For this reason I like buddies to phone up with spur of the moment suggestions. I don’t like making arrangements or commitments, whether it’s hours or days or weeks ahead, out of anxiety that something will happen to prevent it – life is so very unexpected sometimes. And then I start making it my fault which is of course not much use to anybody. The first time I skipped a day, I resolved to add another post just to ‘keep the books straight’ as it were. That day was gone, and I couldn’t bring it back. I have yet to do that extra blog but I do trust myself to do it. In the spirit of the Walk of Attention game I mentioned a few blogs back, I let the slip-up slide – I’d gone to bed, the computer was off, I was dead tired and it was after midnight already anyway. So, I reasoned with myself, I will simply start again and resolve afresh to do a blog a day.
But then when I came to do tonight’s post, I saw yesterday’s blog wasn’t posted. Here it wasn’t a case of ‘Oh no I didn’t keep to my word’, because the blog was written and waiting. It was a case of ‘What will they think?’ and that is not very helpful. ‘What will They think?’ is a completely destructive and useless thoughtand leads to misery and dandruff. I was mulling this over today on the bike. There’d been some car behind me which wasn’t particularly close or far, just enough for me to speed up ‘because they must think I’m a real slowcoach..’ And when I looked again, the car had turned off and gone its way, the driver oblivious to my existence or my knee-jerk concern about their opinions.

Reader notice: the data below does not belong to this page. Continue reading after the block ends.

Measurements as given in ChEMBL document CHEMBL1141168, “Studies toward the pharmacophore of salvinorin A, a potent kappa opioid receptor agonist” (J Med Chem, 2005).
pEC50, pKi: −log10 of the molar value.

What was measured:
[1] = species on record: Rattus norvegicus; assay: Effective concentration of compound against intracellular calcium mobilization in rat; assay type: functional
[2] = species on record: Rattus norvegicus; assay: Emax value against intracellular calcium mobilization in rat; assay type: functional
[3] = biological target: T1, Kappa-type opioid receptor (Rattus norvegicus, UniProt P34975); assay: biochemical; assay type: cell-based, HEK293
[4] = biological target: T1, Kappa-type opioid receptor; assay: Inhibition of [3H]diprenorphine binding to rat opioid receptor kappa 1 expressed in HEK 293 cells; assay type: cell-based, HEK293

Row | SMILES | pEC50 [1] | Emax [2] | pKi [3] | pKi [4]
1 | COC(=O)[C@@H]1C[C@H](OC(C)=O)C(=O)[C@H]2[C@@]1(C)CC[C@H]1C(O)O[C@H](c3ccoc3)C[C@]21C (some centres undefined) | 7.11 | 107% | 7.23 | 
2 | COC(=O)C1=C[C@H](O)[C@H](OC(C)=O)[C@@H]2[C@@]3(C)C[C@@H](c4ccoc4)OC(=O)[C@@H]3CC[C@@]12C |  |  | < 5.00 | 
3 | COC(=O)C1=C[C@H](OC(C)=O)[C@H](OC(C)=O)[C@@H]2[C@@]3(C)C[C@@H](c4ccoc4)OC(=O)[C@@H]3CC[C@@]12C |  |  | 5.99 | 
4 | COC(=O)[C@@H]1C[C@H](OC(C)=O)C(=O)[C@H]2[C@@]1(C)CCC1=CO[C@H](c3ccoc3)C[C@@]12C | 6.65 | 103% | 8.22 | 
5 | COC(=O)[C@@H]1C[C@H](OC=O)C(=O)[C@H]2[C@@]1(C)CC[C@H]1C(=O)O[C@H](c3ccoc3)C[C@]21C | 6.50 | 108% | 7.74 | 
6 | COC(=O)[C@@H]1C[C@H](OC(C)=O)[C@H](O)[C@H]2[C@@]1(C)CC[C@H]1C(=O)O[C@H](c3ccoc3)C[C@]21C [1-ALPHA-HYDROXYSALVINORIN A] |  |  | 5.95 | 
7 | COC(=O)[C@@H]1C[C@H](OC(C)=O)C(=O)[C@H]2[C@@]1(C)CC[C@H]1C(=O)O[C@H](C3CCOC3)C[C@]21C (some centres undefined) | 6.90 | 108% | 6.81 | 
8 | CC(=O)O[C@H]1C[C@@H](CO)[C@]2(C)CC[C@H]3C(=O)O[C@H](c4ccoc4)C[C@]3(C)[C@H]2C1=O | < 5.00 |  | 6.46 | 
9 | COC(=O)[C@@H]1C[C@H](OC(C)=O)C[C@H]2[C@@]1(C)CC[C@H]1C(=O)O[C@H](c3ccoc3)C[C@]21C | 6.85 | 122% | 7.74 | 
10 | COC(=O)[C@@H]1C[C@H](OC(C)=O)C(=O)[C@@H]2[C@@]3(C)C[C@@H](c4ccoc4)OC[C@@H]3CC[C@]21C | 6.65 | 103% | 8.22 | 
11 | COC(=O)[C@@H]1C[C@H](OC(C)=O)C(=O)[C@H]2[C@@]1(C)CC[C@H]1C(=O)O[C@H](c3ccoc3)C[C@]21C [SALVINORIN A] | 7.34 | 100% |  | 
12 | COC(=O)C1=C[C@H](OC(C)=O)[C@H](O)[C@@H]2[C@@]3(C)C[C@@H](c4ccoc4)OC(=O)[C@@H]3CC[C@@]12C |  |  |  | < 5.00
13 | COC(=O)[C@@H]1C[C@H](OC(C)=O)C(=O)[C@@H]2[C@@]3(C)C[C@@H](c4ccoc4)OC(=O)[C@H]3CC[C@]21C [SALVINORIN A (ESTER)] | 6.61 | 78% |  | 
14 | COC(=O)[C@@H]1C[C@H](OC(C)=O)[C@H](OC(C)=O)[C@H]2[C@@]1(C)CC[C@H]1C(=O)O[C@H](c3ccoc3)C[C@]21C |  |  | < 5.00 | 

I realised that ‘Whether they think of my actions negatively or positively (and they are looking through their own unique ‘glasses’ or point of view, with a background, upbringing and thought-processes that I cannot possibly imagine or anticipate) – I’m riding this bike as best I know how. Their thoughts are unknowable, and they are out there like the trees and the buildings and the wind. Things I cannot change or influence much. They might even think I’m going like a bat out of hell. Who knows? And why is it so important, what They think?